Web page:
Scientists map the earliest Icelandic genome
Scientists have mapped genetic material from the first generations of Icelanders, whose DNA appears to be more closely matched to present day Norwegians than their Icelandic descendants.
Around 870 CE, Norsemen crossed the North Atlantic to reach Iceland, which they spent the next five decades colonising.
Today, 1,100 years later, an international team of scientists have mapped the genetic material of these first generation Icelanders and they can now see how the Icelandic population has changed between then and now.
“You’re looking at the creation of the population,” says geneticist Tom Gilbert from the Natural History Museum of Denmark at the University of Copenhagen, Denmark. He is one of the co-authors of the new study published in Science.
The genetic material gives an insight into both the evolutionary mechanisms operating in a small, isolated population, as well as the history of the original population.
”It’s a really interesting study that confirms what we already know from historical sources, but also adds something new to the picture,” says Matthew Driscoll, an expert in Icelandic language and literature at the Arnamagnaean Institute at the University of Copenhagen. Driscoll was not involved with the study.
Professor Mikkel Heide Schierup from the Department of Bioinformatics at Aarhus University, Denmark, is also enthusiastic about the study.
“Iceland’s history is fascinating and here we have direct evidence of how the original population were and what has happened since,” says Schierup, who was also not involved in the study.
Read More: See where the Vikings travelled
Genomes of the first Icelanders
Scientists have now successfully mapped whole genomes from 27 Icelandic skeletons, which were discovered in previous archaeological excavations.
Most of the skeletons date to the Viking Age, more than 1,000 years ago, and are considered to be from the first one to three generations of Icelanders.
The genetics reveal that the first migrants were either Norse (from Norway or Sweden) or Gaelic (either Ireland or Scotland), or a mixture of the two.
This fits with what researchers already knew: That the first Icelanders were Vikings, who brought slaves from the British Isles.
Genetics add nuance to Iceland’s history
“It’s interesting that one of the earliest Icelandic genomes was already a mixture of Norse and Gaelic DNA, which indicates that people were mixing before they arrived in Iceland, perhaps related to the Viking settlements in Ireland and Scotland,” says Driscoll.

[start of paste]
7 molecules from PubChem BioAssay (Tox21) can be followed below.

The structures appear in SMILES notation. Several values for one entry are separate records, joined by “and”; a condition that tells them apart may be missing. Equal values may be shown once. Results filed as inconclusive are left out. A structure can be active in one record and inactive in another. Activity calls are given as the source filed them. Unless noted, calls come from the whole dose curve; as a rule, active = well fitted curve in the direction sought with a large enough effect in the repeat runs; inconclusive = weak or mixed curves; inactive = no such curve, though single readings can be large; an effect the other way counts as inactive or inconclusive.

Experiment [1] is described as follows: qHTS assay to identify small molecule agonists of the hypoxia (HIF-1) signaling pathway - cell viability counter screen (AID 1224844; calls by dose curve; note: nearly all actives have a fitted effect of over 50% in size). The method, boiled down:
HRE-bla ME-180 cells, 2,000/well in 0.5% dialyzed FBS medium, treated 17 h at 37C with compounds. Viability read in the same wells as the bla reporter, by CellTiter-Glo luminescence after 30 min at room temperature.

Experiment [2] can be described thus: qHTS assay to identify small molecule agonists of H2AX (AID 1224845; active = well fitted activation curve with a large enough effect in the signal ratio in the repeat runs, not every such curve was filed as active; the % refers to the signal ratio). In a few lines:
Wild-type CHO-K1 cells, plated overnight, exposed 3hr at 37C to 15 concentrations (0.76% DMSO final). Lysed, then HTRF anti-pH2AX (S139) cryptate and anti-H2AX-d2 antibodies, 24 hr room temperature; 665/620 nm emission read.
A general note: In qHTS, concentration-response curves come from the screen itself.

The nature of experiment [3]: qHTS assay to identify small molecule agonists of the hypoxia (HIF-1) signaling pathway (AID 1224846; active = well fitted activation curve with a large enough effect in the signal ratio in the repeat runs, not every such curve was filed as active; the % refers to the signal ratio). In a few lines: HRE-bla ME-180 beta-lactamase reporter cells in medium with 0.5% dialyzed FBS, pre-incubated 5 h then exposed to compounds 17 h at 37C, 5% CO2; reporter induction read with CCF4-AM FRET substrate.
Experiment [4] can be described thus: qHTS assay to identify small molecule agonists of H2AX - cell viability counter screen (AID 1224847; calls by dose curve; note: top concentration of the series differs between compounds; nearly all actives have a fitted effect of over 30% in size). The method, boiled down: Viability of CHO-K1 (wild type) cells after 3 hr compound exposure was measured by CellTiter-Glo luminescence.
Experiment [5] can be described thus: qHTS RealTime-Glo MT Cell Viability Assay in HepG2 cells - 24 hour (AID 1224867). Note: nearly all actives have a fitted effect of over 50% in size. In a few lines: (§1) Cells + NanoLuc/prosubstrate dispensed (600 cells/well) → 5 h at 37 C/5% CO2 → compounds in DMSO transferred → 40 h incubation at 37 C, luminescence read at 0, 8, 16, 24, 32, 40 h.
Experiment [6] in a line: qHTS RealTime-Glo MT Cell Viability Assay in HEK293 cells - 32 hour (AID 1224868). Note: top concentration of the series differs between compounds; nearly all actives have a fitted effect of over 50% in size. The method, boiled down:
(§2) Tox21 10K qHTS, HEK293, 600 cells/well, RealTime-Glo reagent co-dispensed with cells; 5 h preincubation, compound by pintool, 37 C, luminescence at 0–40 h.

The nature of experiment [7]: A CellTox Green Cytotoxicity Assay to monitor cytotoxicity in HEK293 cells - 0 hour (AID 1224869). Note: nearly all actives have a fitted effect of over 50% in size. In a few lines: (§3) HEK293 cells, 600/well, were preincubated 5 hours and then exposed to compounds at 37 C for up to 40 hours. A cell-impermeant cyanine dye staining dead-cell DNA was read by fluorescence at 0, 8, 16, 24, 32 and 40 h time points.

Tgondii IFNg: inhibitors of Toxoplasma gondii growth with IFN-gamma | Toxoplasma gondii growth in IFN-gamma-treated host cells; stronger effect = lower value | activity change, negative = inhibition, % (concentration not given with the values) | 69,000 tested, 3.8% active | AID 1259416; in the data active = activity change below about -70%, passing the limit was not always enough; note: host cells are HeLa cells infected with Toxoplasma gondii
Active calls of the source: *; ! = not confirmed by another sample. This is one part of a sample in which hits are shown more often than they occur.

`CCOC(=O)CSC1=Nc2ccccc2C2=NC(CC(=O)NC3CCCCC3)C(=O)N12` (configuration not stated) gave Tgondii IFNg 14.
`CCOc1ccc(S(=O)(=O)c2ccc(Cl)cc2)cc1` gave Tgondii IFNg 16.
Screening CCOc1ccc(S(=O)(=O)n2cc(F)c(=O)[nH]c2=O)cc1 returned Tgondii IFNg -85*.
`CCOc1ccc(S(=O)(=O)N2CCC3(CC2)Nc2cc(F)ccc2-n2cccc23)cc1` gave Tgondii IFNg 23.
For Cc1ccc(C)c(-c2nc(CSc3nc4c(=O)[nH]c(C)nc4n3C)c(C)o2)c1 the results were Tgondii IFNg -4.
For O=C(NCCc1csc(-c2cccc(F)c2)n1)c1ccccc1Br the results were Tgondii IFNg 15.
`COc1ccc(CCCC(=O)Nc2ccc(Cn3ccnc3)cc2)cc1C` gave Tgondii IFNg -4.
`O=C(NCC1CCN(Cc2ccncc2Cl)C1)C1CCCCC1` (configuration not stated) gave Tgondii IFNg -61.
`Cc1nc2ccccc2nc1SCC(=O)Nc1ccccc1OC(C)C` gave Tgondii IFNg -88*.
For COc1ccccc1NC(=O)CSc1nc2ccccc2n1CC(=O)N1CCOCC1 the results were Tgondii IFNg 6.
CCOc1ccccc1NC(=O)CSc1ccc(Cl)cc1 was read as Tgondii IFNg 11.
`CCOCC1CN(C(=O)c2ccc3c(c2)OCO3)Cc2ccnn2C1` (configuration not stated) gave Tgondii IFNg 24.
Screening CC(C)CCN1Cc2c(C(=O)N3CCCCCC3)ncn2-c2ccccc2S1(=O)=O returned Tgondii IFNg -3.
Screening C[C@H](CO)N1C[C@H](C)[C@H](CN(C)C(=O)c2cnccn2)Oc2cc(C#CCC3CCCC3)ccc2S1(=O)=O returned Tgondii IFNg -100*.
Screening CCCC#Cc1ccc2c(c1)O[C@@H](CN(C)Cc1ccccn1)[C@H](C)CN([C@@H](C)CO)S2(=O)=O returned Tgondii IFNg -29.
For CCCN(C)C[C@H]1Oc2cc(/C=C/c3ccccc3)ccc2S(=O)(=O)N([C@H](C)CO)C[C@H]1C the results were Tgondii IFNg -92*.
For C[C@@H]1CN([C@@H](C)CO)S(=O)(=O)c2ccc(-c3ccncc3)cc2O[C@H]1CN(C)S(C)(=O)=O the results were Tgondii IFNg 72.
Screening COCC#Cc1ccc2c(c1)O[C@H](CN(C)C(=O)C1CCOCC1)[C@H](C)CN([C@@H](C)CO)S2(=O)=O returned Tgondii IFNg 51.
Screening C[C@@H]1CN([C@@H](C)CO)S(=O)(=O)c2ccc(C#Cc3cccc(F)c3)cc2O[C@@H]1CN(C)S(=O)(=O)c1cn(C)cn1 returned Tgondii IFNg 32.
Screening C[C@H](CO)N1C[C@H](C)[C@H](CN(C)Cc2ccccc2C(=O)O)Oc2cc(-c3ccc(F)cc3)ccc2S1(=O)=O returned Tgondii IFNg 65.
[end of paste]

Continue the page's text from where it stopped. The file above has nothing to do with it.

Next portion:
The Vikings occupied Scotland and Ireland from the end of the 700s CE.
One of the skeletons is a woman with Nordic genes, which shows that Norwegian women must have been among the early migrants.
Read More: Guide to the classics: the Icelandic saga
First Icelanders are more like Norwegians than present day Icelanders
If you thought that Icelanders were the closest people, genetically speaking, to the original Vikings, then think again.
Comparing the early Icelandic genomes with those of present day populations revealed an interesting picture.
Surprisingly enough, people living in Iceland today are not the closest genetic match to the early Icelandic skeletons. Instead, the closest match was among people living in areas from where the colonists originated: Norway, Ireland, and Scotland.
Despite the constant migrations to Norway and the British Isles over the past 1,000 years, it is these populations that have preserved more of the original genes than people in Iceland.
Icelandic genomes, meanwhile, have changed markedly.
Study based on genealogy, health registers, and genetic analyses
The study was led by scientists at the Icelandic genetic research centre, deCODE Genetics, who have access to Icelandic genealogy, health registers, and genetic material.
Today, deCODE is owned by the US biotech company, Amgen, with the view to create commercial products, such as new medicines.
“This is why deCODE are interested in ancient genomes—it gives them a starting point for their work with modern day populations and disease,” says Gilbert.
Read more in the Danish version of this article at Videnskab.dk
Translated by: Catherine Jex